The plan prior to the earthquake was to start from the very end of my field experience, and work my way backwards to the very beginning. I think I’m still gonna stick with it today. So here I am, sitting in a cafe in China, typing away, reminiscing.
(Photo credit to Grace R. for CNSP group photo in the very end, thanks girl!)
Before I forget, let’s begin with my village family picture.
I honestly don’t know how to describe my last days of field research, the study program, and Nepal. The day the earthquake bestowed itself upon this world, everything changed. It was as if–
Imagine a very normal day, you’re kind of happy and content, walking on the streets to somewhere, on this metaphorical timeline where you know where you’re going and what you’re gonna do in the next few weeks. And suddenly, a ginormous hand came down from the sky and plucked you straight out of the world you once knew.
Everything was very abrupt, and just as surreal.
But don’t get me wrong, it was a peaceful steady-paced process. It’s just that, I never thought my four-month experience abroad would end so… soon.
Bua (homestay dad) was helping out with the tarkari (vege curry) in morning of departure. That was something I remembered very clearly, as I hid away into the walls of the stone house, camera ready to capture the lasting moments of our last day in Bagmara, Bharat Pokhari. I’m not sure why this instance stood out to me, but it reminded me of my first night there, sitting at the dining mat and attempting to decipher the social structures in our traditional Brahmin family. I remember thinking–if I were his daughter, I would be the one cooking all the meals, serving daal bhaat morning and night, and eating last after everyone else at 7:40pm. But that day, I understood that things are actually a bit different.
The night before, the aamaa of another family asked me if I could take her to Taiwan and American with me, jokingly offering to babysit for my future newborn. The night before that, sano dhai told me to send their regards to my family. They all asked me if I will return.
My response was simple: ma pheri aaunchhu | ek ganda paachi aaunchhu!
I’ll be back in a year, I promise. When it’s safer, and when my family and school are not freaking out at every precious day spent at this country.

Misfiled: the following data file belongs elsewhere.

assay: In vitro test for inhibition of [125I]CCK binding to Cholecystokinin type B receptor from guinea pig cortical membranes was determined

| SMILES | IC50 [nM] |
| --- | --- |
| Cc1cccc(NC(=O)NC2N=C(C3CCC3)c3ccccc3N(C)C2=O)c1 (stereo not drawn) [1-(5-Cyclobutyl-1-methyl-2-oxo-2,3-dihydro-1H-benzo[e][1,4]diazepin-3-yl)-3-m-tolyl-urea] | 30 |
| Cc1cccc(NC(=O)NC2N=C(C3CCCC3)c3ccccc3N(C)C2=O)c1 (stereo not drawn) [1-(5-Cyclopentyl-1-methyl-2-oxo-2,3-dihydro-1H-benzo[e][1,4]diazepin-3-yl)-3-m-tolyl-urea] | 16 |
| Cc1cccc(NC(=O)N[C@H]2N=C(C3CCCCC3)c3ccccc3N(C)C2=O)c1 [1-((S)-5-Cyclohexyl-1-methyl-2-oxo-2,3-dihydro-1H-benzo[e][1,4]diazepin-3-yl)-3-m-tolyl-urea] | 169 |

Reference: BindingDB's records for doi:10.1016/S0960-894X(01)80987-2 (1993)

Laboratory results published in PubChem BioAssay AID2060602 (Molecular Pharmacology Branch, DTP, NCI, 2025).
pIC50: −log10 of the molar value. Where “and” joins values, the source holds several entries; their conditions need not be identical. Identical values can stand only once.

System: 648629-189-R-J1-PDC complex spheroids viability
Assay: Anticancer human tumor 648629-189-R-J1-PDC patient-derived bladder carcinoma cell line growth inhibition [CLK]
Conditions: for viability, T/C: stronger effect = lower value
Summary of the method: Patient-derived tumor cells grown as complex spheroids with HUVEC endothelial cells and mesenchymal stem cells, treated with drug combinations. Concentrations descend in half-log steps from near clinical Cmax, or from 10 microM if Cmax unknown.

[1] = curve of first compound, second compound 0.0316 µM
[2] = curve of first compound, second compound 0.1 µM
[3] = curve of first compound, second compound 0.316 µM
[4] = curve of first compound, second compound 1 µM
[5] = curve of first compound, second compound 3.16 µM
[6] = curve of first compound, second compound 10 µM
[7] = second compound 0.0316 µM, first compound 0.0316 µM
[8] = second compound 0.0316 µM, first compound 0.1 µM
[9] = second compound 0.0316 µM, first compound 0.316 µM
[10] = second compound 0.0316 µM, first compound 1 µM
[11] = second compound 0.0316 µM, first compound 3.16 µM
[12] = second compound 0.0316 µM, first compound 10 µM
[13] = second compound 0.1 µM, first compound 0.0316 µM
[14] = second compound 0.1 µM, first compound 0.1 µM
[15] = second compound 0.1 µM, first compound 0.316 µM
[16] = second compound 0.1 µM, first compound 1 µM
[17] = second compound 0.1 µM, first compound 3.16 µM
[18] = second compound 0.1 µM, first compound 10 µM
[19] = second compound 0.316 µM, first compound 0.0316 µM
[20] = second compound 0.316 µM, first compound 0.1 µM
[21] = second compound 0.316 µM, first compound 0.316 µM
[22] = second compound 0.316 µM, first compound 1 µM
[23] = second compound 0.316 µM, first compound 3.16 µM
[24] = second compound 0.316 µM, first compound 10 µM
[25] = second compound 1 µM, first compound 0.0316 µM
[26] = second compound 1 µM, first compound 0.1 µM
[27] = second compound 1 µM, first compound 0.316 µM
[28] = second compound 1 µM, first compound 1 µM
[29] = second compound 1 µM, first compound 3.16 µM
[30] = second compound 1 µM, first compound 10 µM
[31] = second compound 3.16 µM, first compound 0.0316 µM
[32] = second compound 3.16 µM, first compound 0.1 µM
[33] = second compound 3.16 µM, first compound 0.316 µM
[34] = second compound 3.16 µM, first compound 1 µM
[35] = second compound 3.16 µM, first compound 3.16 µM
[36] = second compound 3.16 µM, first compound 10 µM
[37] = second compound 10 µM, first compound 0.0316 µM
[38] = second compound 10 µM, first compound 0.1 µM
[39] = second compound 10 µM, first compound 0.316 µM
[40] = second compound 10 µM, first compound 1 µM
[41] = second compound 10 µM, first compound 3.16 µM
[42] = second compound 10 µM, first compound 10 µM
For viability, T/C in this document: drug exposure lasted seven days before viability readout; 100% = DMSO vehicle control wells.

Saying good bye, red rice blessing our foreheads and white khata scarves around our necks. I don’t know why I simply couldn’t cry. Still feeling heavy in the heart, weighing me down with my trekking backpack.
A brief bus ride back to the city, away from the hill of tigers, crossing the setho nadi (white river), vehicles around us multiplying by the second as we finally reached Pokhara, almost untouched by the disaster.
Saying goodbye to Sujata as we hugged and she stepped out of the vehicle. As she turned away with her traveling backpack towards the apartment, it hit me that this adventure has reached a conclusion. I remembered the time when we held each other on that grassy field, how vulnerable we felt. And the tears finally came and I can’t believe all this has ended.
I can go on forever about how weird it felt to be in Pokhara. I cannot imagine what is it like for my friend Ann, who arrived from a Chepang village in the mid hills of Chitwan. Coming from an area of destructed houses and dangerous landslides in a community of heavily-marginalized villagers, Ann told me it was as if the earthquake never happened in this strange bubble of Pokhara.
One last glimpse of the Annapurna range before we leave the Kaski district…
…and suddenly, back to Kathmandu. I pressed my nose against the airplane window, peering through my foggy breath as my heart pounded with anticipation. It took me a while to realize that the bright orange squares are not roofs, but disaster relief tents.
“I think they’re from a rescue team.” “Where do you think they’re heading to?”
Arriving at Kathmandu. Rushing to our long-separated friends, our little group reunited finally, chattering filling the bus with excitement. It did not take long before the atmosphere dropped. I held my breath.
According to my friend, buildings here are a hit or miss. You can walk by a couple blocks of perfectly well-standing apartments, and suddenly–the bricks, rocks, and glass everywhere.
I wish that everything was back to normal, that we just came back from our 1-month field research, that we will continue our well-planned CNSP curriculum in the program house and that our roommates are in the hostels, waiting for our arrival.
But we all know that’s not true.
“I feel like this is all a dream, and I will wake up in my bedroom in the girl’s hostel and find out that we haven’t even left for field research yet.”
I would play this game, where whenever I turned into the fourth floor hallway and approached my bedroom, I would pretend Samiksha, my roommate, was sitting on her bed, reading away at her physiology notes for the next upcoming exam.
Where is the resolution? I don’t know, it breaks my heart to even think about leaving.
Saying good bye to the lovely streets of Thamel, to its hundreds of multi-coloured signs and tangled phone lines, to the numerous metal doors rolled down for the time-being, a temporary state of quiet before the exciting chaos returns again with the recovery of this country. But for now, tents. Everywhere.
A final night-time gathering in the program house basement (aka classroom, occasional dining area, theatre room, or napping space) as we watched yet another episode about funny governors, parks, and recreation.
And lastly, saying good bye to my CNSP family, to the didis and dhais, to Summy and Benji, to Janak and Banu, to the program house, to Kirtipur. I remember hugging everyone, walking towards the waiting taxi, and–as tears came again, rolling and rolling–I turned around for one last farewell.
“Thank you for everything!”